Ranking foremost with regard to the number of proposals put forward were, on the employer side, the Alliance of Employers’ Confederations of Romania (Alianţa Confederaţiilor Patronale din România, ACPR) and the Employer Confederation of Romanian Industry (Confederaţia Patronală din Industria României, CONPIROM). On the trade union side, the main contributors were the National Trade Union Bloc (Blocul Naţional Sindical, BNS) and the National Trade Union Confederation ‘Cartel Alfa’ (Confederaţia Naţională Sindicală ‘Cartel Alfa’, Cartel Alfa).
Anti-crisis measures announced by government
After the 5 February 2009 cabinet meeting, the new Prime Minister, Emil Boc, stated that the anti-crisis measures attached to the draft budget act and forwarded to parliament for debate included:
- investments worth €10.2 billion – or 20% of all budget spending and 7% of gross domestic product (GDP) – for infrastructure works, and the allocation of an extra €2 billion to pay for the outstanding debts of the previous government;
- tax exemptions for reinvested profits, effective from the second quarter of 2009 – following a motion by the social partners;
- support for small and medium-sized enterprises (SMEs) through a guarantee fund for the loans granted to SMEs and through the capitalisation of two banks – following a motion by the social partners;
- improved mechanisms for absorbing European funds, accelerated fund drawing procedures, the promotion of public-private partnerships and the elimination of bureaucracy – following a motion by the social partners;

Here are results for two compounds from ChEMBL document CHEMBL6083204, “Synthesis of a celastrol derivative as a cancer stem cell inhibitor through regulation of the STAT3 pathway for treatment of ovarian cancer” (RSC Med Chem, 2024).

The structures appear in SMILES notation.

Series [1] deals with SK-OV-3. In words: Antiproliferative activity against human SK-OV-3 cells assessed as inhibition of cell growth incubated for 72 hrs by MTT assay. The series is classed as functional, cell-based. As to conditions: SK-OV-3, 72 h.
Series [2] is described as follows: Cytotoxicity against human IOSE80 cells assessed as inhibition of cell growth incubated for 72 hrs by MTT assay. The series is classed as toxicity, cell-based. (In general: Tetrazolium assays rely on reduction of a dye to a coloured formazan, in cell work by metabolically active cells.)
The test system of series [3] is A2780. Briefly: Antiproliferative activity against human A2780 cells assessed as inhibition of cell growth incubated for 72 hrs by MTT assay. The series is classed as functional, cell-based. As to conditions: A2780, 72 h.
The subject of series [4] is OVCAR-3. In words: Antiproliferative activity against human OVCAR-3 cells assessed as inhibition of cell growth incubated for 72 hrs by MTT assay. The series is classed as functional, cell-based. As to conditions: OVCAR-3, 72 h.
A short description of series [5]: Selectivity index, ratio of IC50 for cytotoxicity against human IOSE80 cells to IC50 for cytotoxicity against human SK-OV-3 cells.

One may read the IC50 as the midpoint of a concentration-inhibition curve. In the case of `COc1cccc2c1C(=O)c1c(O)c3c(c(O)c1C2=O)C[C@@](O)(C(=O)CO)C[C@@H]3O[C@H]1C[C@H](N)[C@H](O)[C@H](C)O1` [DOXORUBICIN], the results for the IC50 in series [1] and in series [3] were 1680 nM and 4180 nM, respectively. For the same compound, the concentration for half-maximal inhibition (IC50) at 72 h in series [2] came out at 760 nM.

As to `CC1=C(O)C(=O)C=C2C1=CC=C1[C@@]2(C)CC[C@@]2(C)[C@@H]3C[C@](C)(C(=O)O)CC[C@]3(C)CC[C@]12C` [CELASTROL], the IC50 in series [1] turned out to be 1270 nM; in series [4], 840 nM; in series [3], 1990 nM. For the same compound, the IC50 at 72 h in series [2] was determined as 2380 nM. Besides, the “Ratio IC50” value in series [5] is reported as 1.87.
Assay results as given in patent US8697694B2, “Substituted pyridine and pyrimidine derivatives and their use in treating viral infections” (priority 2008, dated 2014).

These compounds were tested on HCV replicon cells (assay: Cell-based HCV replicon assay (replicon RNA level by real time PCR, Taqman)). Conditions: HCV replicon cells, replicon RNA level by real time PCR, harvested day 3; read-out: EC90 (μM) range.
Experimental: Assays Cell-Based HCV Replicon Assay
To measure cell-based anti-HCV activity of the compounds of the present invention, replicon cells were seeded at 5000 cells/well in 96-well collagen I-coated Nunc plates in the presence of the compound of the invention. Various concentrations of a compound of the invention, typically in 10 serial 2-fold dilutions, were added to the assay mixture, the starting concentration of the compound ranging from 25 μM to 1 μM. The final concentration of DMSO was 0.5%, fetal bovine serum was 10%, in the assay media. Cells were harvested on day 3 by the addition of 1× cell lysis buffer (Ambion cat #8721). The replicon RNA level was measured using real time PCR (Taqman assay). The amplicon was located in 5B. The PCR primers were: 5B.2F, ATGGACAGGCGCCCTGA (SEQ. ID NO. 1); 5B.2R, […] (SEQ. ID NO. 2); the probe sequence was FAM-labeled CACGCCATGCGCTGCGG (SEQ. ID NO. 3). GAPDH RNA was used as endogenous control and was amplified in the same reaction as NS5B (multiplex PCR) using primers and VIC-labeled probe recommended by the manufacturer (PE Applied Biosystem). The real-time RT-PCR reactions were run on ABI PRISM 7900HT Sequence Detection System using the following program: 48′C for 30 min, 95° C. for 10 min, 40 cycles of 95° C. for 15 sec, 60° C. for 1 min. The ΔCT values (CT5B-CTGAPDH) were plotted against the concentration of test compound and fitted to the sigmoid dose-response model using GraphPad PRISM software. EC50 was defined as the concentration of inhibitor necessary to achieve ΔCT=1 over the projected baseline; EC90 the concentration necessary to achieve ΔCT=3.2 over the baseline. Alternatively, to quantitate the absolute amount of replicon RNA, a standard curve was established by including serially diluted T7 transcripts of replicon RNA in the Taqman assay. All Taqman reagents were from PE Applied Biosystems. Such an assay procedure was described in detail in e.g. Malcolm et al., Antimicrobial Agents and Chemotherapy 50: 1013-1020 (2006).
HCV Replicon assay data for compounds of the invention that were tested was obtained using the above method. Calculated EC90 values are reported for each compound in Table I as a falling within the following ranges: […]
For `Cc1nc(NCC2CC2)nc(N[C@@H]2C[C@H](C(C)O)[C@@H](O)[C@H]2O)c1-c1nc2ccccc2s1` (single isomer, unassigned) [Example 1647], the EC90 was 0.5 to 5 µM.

- an extension of the unemployment benefit period by three months, as well as an exemption from taxes and charges for technical unemployment benefit – that is, when employers temporarily suspend workers;
- co-funding of 50% towards continuing vocational training for unemployed people and employees;
- legislation regarding the minimum welfare pension;
- consultation, after 15 April 2009, with the social partners on matters related to pay increases and the law regarding standard principles of wage formation for public servants;
- a moratorium for 2009 on the salaries of high-ranking civil servants and public officers, affecting about 7,000 persons.
Reaction of social partners
Although Prime Minister Boc claimed that the budget and anti-crisis measures had been agreed with the social partners, the latter promptly voiced their dissatisfaction at how the plan reflects their own proposals.
BNS, for example, contends that – in spite of its request for more lenient tax policies – the increase by three percentage points in social security contributions ‘renders futile any debate on taxation as an instrument to stimulate economic growth’. In its view, the budget, as approved, ‘dooms to failure the anti-crisis measures negotiated for a month with the social partners’. BNS explains that the above outcome is due to the assumption by the government of the following two principles: a budget deficit of 2% and the provision of co-finance for the European projects.
On the employer side, the National Union of Romanian Employers (Uniunea Naţională a Patronatului Român, UNPR) criticised the government’s decision ‘to drastically limit the budget deficit and, with it, economic growth’. It argues that, in 2008, the 8% economic growth was sustained by a deficit of over 5%, and that the proposed deficit of 2% and the growth rate of 2.5% are serious mistakes.
Constantin Ciutacu, Institute of National Economy, Romanian Academy